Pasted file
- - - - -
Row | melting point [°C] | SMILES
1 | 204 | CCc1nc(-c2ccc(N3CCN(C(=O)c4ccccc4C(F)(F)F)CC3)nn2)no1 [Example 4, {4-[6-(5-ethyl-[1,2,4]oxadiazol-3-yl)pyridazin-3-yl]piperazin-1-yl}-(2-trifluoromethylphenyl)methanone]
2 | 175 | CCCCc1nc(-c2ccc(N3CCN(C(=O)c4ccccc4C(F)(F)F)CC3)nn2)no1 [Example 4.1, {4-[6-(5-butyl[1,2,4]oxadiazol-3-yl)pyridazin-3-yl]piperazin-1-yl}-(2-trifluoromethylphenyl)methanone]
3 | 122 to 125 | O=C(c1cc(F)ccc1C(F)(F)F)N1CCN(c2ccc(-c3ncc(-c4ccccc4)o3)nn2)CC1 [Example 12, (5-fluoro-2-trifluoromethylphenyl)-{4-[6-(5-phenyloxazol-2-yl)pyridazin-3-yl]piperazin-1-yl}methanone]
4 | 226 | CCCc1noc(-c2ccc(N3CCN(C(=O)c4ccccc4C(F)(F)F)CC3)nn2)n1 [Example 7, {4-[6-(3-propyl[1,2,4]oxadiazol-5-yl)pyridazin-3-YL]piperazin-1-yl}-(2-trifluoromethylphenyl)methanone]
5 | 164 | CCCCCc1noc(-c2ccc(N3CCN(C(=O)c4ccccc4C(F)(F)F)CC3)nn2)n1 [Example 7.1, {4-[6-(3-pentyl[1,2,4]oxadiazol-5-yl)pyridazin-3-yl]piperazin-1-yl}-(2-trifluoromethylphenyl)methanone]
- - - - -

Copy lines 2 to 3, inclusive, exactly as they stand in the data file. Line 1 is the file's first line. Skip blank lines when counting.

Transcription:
1 | 204 | CCc1nc(-c2ccc(N3CCN(C(=O)c4ccccc4C(F)(F)F)CC3)nn2)no1 [Example 4, {4-[6-(5-ethyl-[1,2,4]oxadiazol-3-yl)pyridazin-3-yl]piperazin-1-yl}-(2-trifluoromethylphenyl)methanone]
2 | 175 | CCCCc1nc(-c2ccc(N3CCN(C(=O)c4ccccc4C(F)(F)F)CC3)nn2)no1 [Example 4.1, {4-[6-(5-butyl[1,2,4]oxadiazol-3-yl)pyridazin-3-yl]piperazin-1-yl}-(2-trifluoromethylphenyl)methanone]